Puppies and elderly dogs generally benefit from a shampoo with a gentle formula. They have more sensitive skin and their coats tend to be thinner than an adult dog. Don’t forget to fully dry off your pup or senior dog too, as they may start shivering due to these dogs feeling the cold more after a bath.

Also, just like human cosmetics, some dog shampoos are more ethical than others. You may want to look for a product that isn’t tested on animals, that contains organic and ethically sourced ingredients (no palm oil, for example), and recyclable containers. Some shampoos are also certified as vegan.

Don’t be tempted to buy a huge bottle of shampoo to save money, unless you have a multi-dog household. The ingredients can degrade over time, which impacts the shampoo’s effectiveness and safety.

Blue paw

Symptoms of an Allergic Reaction to Shampoo

Some dogs have allergies or sensitivities to a specific ingredient – even if the shampoo is natural, organic and certified as safe for a dog.

It’s a good idea to test a new shampoo on a small part of your dog’s body. Check for a rash, irritated skin, or hot spots, before using it on a larger area.

“Patch testing before applying the shampoo all over your dog is important, especially if they have sensitive skin,” says Dr Simon. “I advise doing this a day or two before the bath is scheduled, to make sure there is no reaction.”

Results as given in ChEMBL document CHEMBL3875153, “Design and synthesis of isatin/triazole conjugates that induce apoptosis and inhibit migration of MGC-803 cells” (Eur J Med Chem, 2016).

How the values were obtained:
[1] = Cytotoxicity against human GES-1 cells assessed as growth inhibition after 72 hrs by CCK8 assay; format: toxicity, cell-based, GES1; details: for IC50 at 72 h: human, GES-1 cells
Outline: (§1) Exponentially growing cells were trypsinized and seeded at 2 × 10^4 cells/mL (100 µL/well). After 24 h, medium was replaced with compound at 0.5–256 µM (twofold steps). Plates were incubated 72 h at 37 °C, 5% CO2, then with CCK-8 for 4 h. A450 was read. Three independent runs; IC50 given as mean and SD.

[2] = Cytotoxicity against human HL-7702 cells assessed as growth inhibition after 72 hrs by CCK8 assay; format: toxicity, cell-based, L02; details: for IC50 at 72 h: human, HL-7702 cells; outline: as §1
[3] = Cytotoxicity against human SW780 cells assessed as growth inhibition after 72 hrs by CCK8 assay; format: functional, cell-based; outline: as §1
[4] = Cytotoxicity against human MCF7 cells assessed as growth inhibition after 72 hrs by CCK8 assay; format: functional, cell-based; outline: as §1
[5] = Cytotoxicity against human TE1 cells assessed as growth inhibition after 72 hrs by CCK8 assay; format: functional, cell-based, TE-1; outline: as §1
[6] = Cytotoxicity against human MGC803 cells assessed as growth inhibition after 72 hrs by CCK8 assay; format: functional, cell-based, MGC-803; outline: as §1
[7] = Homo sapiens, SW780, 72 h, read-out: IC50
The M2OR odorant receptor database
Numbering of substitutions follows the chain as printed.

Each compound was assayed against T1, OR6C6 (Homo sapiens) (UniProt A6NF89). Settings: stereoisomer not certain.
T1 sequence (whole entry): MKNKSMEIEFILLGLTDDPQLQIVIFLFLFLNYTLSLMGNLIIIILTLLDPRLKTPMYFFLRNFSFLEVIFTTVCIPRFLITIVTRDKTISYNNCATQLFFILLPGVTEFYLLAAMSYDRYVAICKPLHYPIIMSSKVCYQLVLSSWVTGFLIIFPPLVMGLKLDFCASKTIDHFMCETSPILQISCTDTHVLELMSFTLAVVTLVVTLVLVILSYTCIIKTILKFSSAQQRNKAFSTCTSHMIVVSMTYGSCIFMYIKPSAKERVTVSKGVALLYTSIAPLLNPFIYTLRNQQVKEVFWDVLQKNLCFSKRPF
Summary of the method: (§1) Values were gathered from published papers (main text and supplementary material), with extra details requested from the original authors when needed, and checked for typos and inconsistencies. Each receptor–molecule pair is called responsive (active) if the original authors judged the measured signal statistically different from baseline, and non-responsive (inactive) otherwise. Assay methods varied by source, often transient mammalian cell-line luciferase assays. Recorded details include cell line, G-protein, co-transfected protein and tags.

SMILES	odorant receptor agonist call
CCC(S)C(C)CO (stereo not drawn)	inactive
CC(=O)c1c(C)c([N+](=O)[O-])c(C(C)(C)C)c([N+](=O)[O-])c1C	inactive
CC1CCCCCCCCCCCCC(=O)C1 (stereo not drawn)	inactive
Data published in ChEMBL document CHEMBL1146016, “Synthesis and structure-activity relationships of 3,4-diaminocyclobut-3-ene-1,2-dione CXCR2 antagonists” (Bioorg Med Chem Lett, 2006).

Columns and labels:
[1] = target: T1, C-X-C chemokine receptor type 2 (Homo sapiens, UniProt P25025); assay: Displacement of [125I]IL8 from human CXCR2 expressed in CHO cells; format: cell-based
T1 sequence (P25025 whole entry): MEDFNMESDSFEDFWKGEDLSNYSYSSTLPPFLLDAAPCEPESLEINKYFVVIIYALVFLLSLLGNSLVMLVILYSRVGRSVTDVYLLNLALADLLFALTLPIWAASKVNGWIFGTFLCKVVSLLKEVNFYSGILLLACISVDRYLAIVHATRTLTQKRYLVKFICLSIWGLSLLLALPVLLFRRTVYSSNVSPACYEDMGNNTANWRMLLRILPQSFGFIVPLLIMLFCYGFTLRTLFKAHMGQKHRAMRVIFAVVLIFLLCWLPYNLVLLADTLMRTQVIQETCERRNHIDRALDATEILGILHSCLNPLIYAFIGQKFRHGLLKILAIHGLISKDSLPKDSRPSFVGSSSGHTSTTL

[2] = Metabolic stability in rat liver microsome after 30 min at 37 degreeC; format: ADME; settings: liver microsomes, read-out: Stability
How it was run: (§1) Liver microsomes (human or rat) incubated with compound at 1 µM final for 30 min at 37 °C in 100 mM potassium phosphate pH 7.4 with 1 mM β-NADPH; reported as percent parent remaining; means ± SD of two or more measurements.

Ingesting shampoo can also cause a reaction. If you see your pet drooling, vomiting or even shaking, contact a vet. Always thoroughly rinse shampoo from your dog’s coat.

“If your dog manages to ingest some soapy water or a small amount of shampoo, they may quickly drool and vomit,” says Dr Linda Simon. “As they’ve brought up the shampoo, they often feel much better. However, if they’ve ingested a lot of shampoo, or symptoms persist, then it is best they’re checked over by a vet.”

How Often Should Dogs Be Bathed?

How often to bathe your dog

The short answer is that “it depends.” Some dogs may only need a bath a few times a year, while others need more frequent washing.

Unless the dog has a medical condition, a full shampoo around once a month is a sensible place to start.

Shampooing too frequently can strip natural oils and dry the skin. This can make the coat look dull and cause skin irritation.

Here are a few other factors that might affect how often to bathe your pet.

Personality and Lifestyle

Some dogs are mud magnets! They gravitate towards every puddle and like to roll in the smelliest things they can find. These pups are going to need more regular bathing than a dog who tiptoes around muddy spots. 

Breed Type

Your dog’s breed affects how frequently they need to be washed.

Some breeds, like Labrador Retrievers, have naturally oily and water-repellent coats. Bathing too often strips these oils, so their coat won’t be as water-resistant when they next go for a swim.

The same goes for the thick double coats of northern breed types, like Huskies and Malamutes. These coats lose their insulating properties if shampooed too much. 

Some dogs need fewer baths because their coat traps less dirt and odors. This is common for short-haired breeds, such as Greyhounds.

Skin Conditions and Allergies

If your dog has a particular skin condition or allergy, they may require more frequent bathing.

For dogs with pollen allergies, rinsing them off after a walk can reduce irritation. It doesn’t need to be a bath with shampoo though – a rinse down with warm water is often enough.

Some dogs have skin conditions that necessitate frequent bathing with a medicated shampoo. These are commonly used to treat bacterial or yeast skin infections, allergies, mites, and other parasitic conditions, like Mange. Your vet will prescribe a shampoo and provide instructions on how often to use it.